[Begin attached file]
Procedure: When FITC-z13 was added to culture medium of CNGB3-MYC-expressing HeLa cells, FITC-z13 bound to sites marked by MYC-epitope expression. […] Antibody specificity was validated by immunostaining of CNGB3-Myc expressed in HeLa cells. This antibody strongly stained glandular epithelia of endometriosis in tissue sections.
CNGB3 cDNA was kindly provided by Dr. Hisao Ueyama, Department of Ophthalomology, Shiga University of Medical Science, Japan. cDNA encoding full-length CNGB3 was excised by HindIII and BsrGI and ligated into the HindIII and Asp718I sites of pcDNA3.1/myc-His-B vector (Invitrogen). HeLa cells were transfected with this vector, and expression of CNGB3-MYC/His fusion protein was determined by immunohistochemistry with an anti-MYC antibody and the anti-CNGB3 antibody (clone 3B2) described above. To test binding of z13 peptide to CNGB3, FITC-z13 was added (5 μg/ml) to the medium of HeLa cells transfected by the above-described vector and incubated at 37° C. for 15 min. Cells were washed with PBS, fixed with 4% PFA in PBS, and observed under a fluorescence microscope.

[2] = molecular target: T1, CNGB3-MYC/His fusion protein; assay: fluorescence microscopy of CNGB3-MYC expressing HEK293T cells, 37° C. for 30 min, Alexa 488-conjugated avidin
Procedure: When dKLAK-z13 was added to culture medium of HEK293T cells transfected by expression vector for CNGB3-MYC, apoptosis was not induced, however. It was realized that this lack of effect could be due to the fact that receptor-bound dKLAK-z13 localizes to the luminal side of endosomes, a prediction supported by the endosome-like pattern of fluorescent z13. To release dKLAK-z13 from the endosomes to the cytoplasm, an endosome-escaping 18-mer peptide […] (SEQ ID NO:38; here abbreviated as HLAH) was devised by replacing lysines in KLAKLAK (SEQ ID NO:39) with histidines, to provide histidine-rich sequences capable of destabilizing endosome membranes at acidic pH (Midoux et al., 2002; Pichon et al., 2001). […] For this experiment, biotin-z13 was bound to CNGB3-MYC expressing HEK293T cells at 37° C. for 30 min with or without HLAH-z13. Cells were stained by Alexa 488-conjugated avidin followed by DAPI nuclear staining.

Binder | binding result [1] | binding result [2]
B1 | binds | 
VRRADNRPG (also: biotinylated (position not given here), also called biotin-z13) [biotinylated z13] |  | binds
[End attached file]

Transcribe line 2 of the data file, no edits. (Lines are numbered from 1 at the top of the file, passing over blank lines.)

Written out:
CNGB3 cDNA was kindly provided by Dr. Hisao Ueyama, Department of Ophthalomology, Shiga University of Medical Science, Japan. cDNA encoding full-length CNGB3 was excised by HindIII and BsrGI and ligated into the HindIII and Asp718I sites of pcDNA3.1/myc-His-B vector (Invitrogen). HeLa cells were transfected with this vector, and expression of CNGB3-MYC/His fusion protein was determined by immunohistochemistry with an anti-MYC antibody and the anti-CNGB3 antibody (clone 3B2) described above. To test binding of z13 peptide to CNGB3, FITC-z13 was added (5 μg/ml) to the medium of HeLa cells transfected by the above-described vector and incubated at 37° C. for 15 min. Cells were washed with PBS, fixed with 4% PFA in PBS, and observed under a fluorescence microscope.